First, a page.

- Make sure they’re either pricked with a fork or cut an “X” in the top skin. The cross-cut looks really snazzy and even more restaurant-presentable. (This step is really important, by the way. If the skins are intact, the potato can explode in your oven. This happens to me more than I’d like to admit! It makes a big mess! Here’s how I clean my oven without toxins or two hours of natural gas energy!)
- Arrange on a cookie sheet (non-aluminum, or use a silicone mat or parchment paper underneath) or glass casserole dish. You can also put them right on the rack and save dishes.
- Bake as usual (350-400 degrees for 45-60 minutes, until they give when you squish them).
Added bonus: The skins (almost completely) peel right off with this method, so you can easily make potato salad without having to bother with a veggie peeler.
- Need a little help getting healthy food on the table every day? Real Plans takes the stress out of meal planning and puts the nourishing food BACK on your table. There’s a plan for every diet type, including GAPS, Paleo, AIP, Whole30, vegetarian and more! You remain totally in control: use your own recipes, accept theirs, and teach the system what your family likes…Check out how powerful it is here!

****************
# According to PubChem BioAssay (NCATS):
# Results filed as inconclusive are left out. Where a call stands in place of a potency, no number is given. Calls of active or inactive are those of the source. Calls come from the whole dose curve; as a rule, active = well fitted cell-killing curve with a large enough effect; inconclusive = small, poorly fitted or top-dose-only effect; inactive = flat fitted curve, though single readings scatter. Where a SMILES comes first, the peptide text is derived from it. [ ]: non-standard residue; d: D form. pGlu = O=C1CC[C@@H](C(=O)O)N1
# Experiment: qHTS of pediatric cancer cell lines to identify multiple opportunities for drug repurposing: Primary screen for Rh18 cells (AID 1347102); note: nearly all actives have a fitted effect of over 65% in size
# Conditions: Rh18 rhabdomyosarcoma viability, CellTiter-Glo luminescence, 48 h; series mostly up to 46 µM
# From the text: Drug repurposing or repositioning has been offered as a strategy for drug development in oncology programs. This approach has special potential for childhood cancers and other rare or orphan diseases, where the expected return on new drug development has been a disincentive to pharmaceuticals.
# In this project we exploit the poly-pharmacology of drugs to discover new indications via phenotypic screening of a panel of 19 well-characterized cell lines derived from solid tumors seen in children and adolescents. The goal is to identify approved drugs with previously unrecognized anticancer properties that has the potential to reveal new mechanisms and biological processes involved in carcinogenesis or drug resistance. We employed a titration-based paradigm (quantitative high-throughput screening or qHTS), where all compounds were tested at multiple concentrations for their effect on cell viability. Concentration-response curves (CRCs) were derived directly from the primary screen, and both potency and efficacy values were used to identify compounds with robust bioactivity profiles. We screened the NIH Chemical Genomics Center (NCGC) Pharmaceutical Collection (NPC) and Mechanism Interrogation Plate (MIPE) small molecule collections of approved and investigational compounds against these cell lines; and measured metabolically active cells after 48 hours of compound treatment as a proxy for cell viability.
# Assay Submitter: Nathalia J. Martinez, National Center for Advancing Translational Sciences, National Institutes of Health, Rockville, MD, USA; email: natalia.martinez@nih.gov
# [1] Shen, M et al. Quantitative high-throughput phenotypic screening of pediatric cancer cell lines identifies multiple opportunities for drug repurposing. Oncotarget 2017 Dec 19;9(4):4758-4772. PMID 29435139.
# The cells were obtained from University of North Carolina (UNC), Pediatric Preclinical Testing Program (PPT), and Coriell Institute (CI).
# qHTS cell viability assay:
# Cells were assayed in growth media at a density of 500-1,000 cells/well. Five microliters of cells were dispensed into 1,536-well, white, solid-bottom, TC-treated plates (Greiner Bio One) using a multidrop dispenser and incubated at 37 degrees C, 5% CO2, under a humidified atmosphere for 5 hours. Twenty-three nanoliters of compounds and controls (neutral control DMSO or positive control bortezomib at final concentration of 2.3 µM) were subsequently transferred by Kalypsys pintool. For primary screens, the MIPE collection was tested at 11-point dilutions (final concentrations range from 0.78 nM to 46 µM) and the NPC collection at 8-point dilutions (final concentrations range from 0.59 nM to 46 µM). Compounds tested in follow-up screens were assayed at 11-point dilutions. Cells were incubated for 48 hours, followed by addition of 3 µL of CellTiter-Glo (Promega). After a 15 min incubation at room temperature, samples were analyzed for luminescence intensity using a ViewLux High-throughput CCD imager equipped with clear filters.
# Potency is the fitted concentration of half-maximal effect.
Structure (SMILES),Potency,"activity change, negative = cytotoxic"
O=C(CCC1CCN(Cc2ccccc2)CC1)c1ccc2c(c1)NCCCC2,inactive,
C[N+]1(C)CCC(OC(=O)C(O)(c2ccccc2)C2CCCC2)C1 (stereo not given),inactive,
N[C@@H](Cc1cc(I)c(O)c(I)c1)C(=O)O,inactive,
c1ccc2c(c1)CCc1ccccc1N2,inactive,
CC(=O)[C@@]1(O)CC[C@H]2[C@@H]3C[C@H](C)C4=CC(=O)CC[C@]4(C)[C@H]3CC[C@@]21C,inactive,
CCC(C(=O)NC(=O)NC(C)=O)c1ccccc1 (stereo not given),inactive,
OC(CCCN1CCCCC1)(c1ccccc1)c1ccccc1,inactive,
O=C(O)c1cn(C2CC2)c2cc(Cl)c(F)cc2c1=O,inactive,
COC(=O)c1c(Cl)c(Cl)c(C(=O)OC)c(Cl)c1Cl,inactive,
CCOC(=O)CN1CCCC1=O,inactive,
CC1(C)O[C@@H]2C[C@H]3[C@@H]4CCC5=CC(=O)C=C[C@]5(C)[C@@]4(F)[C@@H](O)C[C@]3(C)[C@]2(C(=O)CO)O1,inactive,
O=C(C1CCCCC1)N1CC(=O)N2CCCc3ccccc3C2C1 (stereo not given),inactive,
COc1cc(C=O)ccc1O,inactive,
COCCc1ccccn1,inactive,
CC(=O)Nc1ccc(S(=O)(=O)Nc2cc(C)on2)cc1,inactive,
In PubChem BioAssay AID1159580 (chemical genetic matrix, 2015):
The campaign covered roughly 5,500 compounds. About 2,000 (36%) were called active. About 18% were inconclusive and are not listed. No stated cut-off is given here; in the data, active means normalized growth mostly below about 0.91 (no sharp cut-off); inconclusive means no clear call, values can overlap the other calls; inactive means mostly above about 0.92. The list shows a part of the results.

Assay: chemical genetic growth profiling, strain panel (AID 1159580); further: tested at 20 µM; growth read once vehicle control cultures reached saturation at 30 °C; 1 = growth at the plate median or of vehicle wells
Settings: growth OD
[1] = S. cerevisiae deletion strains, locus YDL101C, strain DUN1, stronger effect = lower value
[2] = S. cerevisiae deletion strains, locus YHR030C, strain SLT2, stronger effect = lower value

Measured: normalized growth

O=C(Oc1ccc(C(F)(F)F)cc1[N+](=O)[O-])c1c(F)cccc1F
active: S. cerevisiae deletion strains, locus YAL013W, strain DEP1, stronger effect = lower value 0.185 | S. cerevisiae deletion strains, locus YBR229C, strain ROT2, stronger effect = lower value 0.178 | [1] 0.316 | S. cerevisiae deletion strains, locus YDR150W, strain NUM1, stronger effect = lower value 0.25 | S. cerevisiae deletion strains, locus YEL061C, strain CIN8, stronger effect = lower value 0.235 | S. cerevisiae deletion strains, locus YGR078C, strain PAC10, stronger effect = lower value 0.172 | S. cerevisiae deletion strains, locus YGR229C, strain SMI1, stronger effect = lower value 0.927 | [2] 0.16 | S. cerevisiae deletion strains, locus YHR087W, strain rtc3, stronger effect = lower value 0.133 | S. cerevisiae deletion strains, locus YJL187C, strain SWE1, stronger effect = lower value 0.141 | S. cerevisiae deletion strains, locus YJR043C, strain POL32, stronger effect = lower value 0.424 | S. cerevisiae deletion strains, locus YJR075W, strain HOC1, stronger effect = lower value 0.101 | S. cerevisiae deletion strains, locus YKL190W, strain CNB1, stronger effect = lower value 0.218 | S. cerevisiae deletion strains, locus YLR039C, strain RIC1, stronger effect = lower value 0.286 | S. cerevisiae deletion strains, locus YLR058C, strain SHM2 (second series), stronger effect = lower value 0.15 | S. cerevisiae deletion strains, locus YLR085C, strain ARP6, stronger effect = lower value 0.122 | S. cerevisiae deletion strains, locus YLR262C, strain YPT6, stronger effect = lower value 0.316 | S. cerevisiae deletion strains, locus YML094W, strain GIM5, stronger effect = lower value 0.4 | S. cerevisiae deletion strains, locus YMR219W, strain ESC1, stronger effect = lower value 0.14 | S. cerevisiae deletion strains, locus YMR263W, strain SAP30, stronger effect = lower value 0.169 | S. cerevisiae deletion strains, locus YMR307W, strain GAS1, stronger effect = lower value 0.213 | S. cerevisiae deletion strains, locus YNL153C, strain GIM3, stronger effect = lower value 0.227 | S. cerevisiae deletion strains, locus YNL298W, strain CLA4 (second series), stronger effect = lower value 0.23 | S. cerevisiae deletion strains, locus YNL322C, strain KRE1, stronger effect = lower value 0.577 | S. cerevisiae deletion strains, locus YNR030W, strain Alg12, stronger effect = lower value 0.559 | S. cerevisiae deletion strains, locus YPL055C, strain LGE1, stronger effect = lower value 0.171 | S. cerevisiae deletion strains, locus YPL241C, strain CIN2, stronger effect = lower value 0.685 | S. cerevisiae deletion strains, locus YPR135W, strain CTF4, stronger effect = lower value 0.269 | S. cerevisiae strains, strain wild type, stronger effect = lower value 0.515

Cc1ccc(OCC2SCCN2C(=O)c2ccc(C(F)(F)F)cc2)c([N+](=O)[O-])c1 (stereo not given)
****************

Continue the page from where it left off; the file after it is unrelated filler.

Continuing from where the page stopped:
I always figure if it doesn’t take much time, energy, or funding, I should default to “playing it safe” when it comes to the chance of a major disease. Using less aluminum foil, covering my aluminum cookie sheets, switching out my baking powder and deodorant are all fairly simple steps, so I choose to avoid aluminum in these areas. I can’t avoid it everywhere, but I accept the Baby Steps!
Other diseases possibly linked to aluminum:
- Breast Cancer
- Bone damage/disease
- Kidney disease
- Stomach & Intestinal Ulcers
- Gastrointestinal Disease & Stomach Aches
- Parkinson’s Disease
- Skin Problems
- Mental Retardation in Infants
- Learning Disorders in Children
- Liver Disease
- Colicky Pain
- Lack of Energy
- WiseGeek says there are few if any proven risks…always something contradictory!
Where do we find aluminum?